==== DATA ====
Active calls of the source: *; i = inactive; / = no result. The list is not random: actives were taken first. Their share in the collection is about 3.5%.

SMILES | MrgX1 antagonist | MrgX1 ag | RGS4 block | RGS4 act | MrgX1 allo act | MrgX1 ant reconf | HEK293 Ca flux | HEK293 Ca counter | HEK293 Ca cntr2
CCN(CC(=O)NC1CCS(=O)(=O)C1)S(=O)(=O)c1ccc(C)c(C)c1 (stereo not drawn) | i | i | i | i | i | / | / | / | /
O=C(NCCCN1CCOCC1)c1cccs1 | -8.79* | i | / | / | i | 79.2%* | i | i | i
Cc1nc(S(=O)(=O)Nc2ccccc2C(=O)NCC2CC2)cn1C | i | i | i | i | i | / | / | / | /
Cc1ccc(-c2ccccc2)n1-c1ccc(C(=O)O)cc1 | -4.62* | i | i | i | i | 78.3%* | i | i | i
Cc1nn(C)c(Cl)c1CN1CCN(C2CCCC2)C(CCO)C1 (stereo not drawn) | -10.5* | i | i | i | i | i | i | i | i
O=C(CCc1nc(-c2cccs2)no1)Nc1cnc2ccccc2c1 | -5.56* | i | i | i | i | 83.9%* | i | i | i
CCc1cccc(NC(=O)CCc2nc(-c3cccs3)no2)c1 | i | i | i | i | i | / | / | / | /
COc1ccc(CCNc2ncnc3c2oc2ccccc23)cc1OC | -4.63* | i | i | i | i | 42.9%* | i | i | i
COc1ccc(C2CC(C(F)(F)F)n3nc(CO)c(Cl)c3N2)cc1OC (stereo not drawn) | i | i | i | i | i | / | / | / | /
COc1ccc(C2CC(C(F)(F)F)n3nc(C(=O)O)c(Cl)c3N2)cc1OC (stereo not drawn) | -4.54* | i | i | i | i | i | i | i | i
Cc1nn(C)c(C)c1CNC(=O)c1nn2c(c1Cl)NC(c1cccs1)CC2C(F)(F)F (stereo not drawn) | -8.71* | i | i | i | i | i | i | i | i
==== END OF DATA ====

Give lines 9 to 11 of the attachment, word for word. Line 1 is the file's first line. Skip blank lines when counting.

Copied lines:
CCc1cccc(NC(=O)CCc2nc(-c3cccs3)no2)c1 | i | i | i | i | i | / | / | / | /
COc1ccc(CCNc2ncnc3c2oc2ccccc23)cc1OC | -4.63* | i | i | i | i | 42.9%* | i | i | i
COc1ccc(C2CC(C(F)(F)F)n3nc(CO)c(Cl)c3N2)cc1OC (stereo not drawn) | i | i | i | i | i | / | / | / | /